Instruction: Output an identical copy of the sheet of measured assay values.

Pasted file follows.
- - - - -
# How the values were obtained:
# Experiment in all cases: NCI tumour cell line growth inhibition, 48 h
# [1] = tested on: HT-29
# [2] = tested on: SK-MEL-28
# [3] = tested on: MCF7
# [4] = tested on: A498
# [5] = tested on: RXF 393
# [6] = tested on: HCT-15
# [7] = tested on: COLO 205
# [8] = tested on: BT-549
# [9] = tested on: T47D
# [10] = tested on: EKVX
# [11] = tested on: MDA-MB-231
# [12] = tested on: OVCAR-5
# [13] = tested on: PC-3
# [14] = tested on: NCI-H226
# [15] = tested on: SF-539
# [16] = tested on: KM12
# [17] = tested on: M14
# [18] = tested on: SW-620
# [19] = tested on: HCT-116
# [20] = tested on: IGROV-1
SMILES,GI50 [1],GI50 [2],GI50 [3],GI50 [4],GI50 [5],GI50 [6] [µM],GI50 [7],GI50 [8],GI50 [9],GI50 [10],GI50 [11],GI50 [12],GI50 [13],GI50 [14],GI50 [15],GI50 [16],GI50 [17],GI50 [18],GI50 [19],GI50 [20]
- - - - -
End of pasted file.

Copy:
# How the values were obtained:
# Experiment in all cases: NCI tumour cell line growth inhibition, 48 h
# [1] = tested on: HT-29
# [2] = tested on: SK-MEL-28
# [3] = tested on: MCF7
# [4] = tested on: A498
# [5] = tested on: RXF 393
# [6] = tested on: HCT-15
# [7] = tested on: COLO 205
# [8] = tested on: BT-549
# [9] = tested on: T47D
# [10] = tested on: EKVX
# [11] = tested on: MDA-MB-231
# [12] = tested on: OVCAR-5
# [13] = tested on: PC-3
# [14] = tested on: NCI-H226
# [15] = tested on: SF-539
# [16] = tested on: KM12
# [17] = tested on: M14
# [18] = tested on: SW-620
# [19] = tested on: HCT-116
# [20] = tested on: IGROV-1
SMILES,GI50 [1],GI50 [2],GI50 [3],GI50 [4],GI50 [5],GI50 [6] [µM],GI50 [7],GI50 [8],GI50 [9],GI50 [10],GI50 [11],GI50 [12],GI50 [13],GI50 [14],GI50 [15],GI50 [16],GI50 [17],GI50 [18],GI50 [19],GI50 [20]